This morning I woke before everyone else as usual and I began to read the international news. I was rather surprised to find that the news of the India’s rape victim had fallen from the headlines and barely ranked higher than the announcement of Kim Kardashian’s pregnancy with Kanye West’s baby. Somewhere far below I found an article about another victim of gang rape in India who committed suicide after she was raped. The police formally responded to her case 14 days after it was reported. The police arrested the suspects she’d named only after her death.
In addition to many sweet messages of support from women, after my last entry I received many messages from women who confessed that they too had been victims of sexual assault. Some of the messages detailed years of repeated instances by one perpetrator or various assaults by various perpetrators. One woman said she thought for the longest time that it was just normal. Several told me that their molesters or rapists were immediate family members. Some told me that women that they trusted participated or looked the other way.
Perhaps one of the biggest disappointments was that so few men responded. I don’t know if it was because the issue makes them feel ashamed or if they feel that it is not their cause. (Men are rape victims too) I asked my husband to read my entry and later found him with his hands in his face sitting over my computer, devastated. My oldest brother with whom I had shared my story several years ago responded with sadness and an indication that this is a subject for which he is already broadening his horizons by reading and learning. Only one of my male Twitter followers responded after I challenged men to comment. His comments were heartfelt and concerned for society. Perhaps the most touching was a young man in Tibet who has a strong social awareness for human rights issues and gave his support by re-posting my blog. We need men to be involved in this issue. We need men who are brave and willing to add a strong voice but most importantly we all need to recognize that we have the power to lessen the incidence of sexual abuse not only in countries like India but in our own.
I did have the good fortune to speak to a Bangladeshi comedian known as Solaiman Shukhon (https://www.facebook.com/Shukhonz) who has done a fabulous job of using social networking such as Facebook and Twitter to send a strong message about human rights and sexual abuse. When I asked Solaiman where the change needs to start he replied simply, “We need to educate men first”. When I asked him if change could occur quickly he replied that sadly it would take generations. Shukhon also discussed the responsibility we have to our daughters to lead them to a status of equality. He said that it was his love for his daughter that helped him understand this responsibility. We need more men like Solaiman in this world.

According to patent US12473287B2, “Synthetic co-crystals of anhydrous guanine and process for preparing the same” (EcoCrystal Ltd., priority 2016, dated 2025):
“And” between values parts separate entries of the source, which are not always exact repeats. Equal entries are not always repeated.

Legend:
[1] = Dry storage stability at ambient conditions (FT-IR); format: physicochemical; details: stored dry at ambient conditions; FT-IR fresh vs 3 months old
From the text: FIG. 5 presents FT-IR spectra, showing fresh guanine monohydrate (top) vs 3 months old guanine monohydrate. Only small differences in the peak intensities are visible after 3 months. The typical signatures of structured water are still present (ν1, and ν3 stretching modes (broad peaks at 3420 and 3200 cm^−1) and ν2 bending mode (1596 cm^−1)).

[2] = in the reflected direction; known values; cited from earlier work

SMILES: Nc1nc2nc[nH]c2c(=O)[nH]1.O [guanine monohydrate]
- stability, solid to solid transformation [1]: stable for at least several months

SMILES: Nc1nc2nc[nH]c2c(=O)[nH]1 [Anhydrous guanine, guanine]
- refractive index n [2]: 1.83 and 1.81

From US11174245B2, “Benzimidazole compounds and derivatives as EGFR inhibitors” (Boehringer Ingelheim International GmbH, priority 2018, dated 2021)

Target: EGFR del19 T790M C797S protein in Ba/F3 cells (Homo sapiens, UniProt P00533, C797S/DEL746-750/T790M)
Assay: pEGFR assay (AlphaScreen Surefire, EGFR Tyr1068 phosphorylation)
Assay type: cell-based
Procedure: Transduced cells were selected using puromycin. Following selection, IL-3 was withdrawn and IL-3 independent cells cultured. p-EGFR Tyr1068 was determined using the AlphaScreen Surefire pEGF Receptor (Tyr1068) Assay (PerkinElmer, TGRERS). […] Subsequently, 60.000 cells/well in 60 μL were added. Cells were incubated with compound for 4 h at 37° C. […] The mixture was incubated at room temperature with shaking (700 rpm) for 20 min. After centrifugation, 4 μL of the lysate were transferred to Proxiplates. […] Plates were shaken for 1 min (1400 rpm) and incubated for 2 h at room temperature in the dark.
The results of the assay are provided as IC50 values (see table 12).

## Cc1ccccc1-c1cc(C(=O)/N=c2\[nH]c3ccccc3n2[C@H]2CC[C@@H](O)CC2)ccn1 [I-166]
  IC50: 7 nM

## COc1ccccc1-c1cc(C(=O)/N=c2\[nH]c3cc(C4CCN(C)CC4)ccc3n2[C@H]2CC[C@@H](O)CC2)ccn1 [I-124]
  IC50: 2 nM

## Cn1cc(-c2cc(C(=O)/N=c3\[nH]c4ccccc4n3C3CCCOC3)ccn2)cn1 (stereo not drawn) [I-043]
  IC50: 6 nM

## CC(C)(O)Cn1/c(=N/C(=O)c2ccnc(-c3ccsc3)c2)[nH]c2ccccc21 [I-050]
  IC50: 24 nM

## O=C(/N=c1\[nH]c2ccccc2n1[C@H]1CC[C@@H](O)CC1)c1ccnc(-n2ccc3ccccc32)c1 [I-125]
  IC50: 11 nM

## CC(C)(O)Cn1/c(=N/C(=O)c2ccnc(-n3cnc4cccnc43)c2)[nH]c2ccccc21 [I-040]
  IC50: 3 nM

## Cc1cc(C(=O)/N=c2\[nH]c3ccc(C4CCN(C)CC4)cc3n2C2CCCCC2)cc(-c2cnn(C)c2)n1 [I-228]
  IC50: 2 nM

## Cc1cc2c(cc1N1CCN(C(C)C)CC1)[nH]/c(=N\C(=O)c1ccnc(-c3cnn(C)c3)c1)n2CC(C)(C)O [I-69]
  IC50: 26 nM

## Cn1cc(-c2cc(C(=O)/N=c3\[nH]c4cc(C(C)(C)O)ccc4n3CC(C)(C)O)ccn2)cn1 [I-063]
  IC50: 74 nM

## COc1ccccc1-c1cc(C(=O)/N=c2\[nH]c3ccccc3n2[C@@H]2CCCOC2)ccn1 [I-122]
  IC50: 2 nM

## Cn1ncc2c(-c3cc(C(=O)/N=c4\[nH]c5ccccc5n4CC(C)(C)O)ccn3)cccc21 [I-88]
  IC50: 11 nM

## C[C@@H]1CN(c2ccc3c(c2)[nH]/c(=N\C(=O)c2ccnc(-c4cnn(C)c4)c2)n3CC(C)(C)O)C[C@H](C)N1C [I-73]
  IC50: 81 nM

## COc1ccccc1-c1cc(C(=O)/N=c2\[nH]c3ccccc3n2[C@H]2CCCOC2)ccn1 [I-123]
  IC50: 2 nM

Today in the US we are teetering on the edge of what we have come to know as the “fiscal cliff”. Our nation is still finding its footing after the tragic school shooting at Sandy Hook. We are slowly recovering from a devastating financial crisis that was felt globally. We however simply cannot use these issues as an excuse to put sexual abuse on the back burner. The gang rape that took the life of the 23 year old woman in India is not an isolated case and this sort of violence does not occur only in countries far from us on the other side of the world. They happen in our country, our cities and our homes. When a teenage girl takes her own life in India due to the shame of rape, it really is not just a nameless, faceless girl, its one step closer to being your daughter, your sister, your niece. Don’t delude yourself with denial.
I have come to think of misfortune in spiritual terms. Misfortune can be a tremendous gift. It comes to us as an opportunity to grow, to become empathetic and it comes with a responsibility. Experiencing misfortune presents us with the occupation of becoming a guardian to those who come after us. We can use the experience of being brought to our knees by grief to see others more completely and to guide them to safety. If we don’t acknowledge misfortune and utilize it in this way it is nothing more than tragedy. Fear and helplessness empowers our attackers, action emasculates.
At the end of our conversation this morning Solaiman Shukhon imparted a few more words of wisdom. He said, “These little things, these conversations, these tweets, these blog entries, they help. If one person reads them it makes a difference. A conversation in Missouri can be felt on my side of the world.” I agree with Solaiman. If you find yourself tempted to discuss Kanye West’s “baby mama”, Kim Kardashian, stop yourself and lend a moment of your time to something worthy like the tragic death of a 23 year old girl in India.
If you would like to discuss human rights issues or the empowerment of women in your country, I will happily exchange email or call you at your convenience. Please email me at firstname.lastname@example.org.
As always if you are a victim of sexual abuse and need help or would like to learn more about preventing sexual abuse please visit http://www.rainn.org/get-help/sexual-assault-and-rape-international-resources.